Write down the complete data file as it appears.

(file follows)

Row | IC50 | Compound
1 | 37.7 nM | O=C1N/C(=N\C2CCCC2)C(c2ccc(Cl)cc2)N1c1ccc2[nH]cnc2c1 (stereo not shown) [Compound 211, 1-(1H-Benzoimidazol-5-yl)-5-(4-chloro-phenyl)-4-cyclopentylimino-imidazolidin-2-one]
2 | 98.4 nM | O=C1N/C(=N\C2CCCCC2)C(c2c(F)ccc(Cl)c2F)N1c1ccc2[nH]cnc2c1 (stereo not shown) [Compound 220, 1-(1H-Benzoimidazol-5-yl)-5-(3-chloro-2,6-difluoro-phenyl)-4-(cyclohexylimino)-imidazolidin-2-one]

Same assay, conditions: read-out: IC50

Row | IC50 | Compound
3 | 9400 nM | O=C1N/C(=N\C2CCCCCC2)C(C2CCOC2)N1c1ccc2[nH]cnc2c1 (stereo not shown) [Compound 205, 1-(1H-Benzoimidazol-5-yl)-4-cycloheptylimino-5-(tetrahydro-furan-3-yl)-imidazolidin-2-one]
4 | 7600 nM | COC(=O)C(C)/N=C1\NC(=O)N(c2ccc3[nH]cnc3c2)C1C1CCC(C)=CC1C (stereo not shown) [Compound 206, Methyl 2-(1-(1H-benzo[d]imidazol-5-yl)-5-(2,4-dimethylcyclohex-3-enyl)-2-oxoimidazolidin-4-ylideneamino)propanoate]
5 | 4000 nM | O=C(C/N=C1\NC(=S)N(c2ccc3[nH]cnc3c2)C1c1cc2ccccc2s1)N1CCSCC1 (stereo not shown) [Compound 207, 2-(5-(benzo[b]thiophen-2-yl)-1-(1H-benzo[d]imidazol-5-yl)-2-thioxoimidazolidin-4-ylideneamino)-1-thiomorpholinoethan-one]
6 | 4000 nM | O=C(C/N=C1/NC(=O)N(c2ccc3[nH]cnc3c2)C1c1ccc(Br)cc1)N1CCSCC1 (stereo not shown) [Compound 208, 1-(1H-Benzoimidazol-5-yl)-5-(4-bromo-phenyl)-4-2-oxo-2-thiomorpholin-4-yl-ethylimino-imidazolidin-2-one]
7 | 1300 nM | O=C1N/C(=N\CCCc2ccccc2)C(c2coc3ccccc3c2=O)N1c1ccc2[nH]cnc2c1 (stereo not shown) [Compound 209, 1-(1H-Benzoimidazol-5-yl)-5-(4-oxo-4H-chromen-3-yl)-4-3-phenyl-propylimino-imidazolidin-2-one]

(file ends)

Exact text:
Row | IC50 | Compound
1 | 37.7 nM | O=C1N/C(=N\C2CCCC2)C(c2ccc(Cl)cc2)N1c1ccc2[nH]cnc2c1 (stereo not shown) [Compound 211, 1-(1H-Benzoimidazol-5-yl)-5-(4-chloro-phenyl)-4-cyclopentylimino-imidazolidin-2-one]
2 | 98.4 nM | O=C1N/C(=N\C2CCCCC2)C(c2c(F)ccc(Cl)c2F)N1c1ccc2[nH]cnc2c1 (stereo not shown) [Compound 220, 1-(1H-Benzoimidazol-5-yl)-5-(3-chloro-2,6-difluoro-phenyl)-4-(cyclohexylimino)-imidazolidin-2-one]

Same assay, conditions: read-out: IC50

Row | IC50 | Compound
3 | 9400 nM | O=C1N/C(=N\C2CCCCCC2)C(C2CCOC2)N1c1ccc2[nH]cnc2c1 (stereo not shown) [Compound 205, 1-(1H-Benzoimidazol-5-yl)-4-cycloheptylimino-5-(tetrahydro-furan-3-yl)-imidazolidin-2-one]
4 | 7600 nM | COC(=O)C(C)/N=C1\NC(=O)N(c2ccc3[nH]cnc3c2)C1C1CCC(C)=CC1C (stereo not shown) [Compound 206, Methyl 2-(1-(1H-benzo[d]imidazol-5-yl)-5-(2,4-dimethylcyclohex-3-enyl)-2-oxoimidazolidin-4-ylideneamino)propanoate]
5 | 4000 nM | O=C(C/N=C1\NC(=S)N(c2ccc3[nH]cnc3c2)C1c1cc2ccccc2s1)N1CCSCC1 (stereo not shown) [Compound 207, 2-(5-(benzo[b]thiophen-2-yl)-1-(1H-benzo[d]imidazol-5-yl)-2-thioxoimidazolidin-4-ylideneamino)-1-thiomorpholinoethan-one]
6 | 4000 nM | O=C(C/N=C1/NC(=O)N(c2ccc3[nH]cnc3c2)C1c1ccc(Br)cc1)N1CCSCC1 (stereo not shown) [Compound 208, 1-(1H-Benzoimidazol-5-yl)-5-(4-bromo-phenyl)-4-2-oxo-2-thiomorpholin-4-yl-ethylimino-imidazolidin-2-one]
7 | 1300 nM | O=C1N/C(=N\CCCc2ccccc2)C(c2coc3ccccc3c2=O)N1c1ccc2[nH]cnc2c1 (stereo not shown) [Compound 209, 1-(1H-Benzoimidazol-5-yl)-5-(4-oxo-4H-chromen-3-yl)-4-3-phenyl-propylimino-imidazolidin-2-one]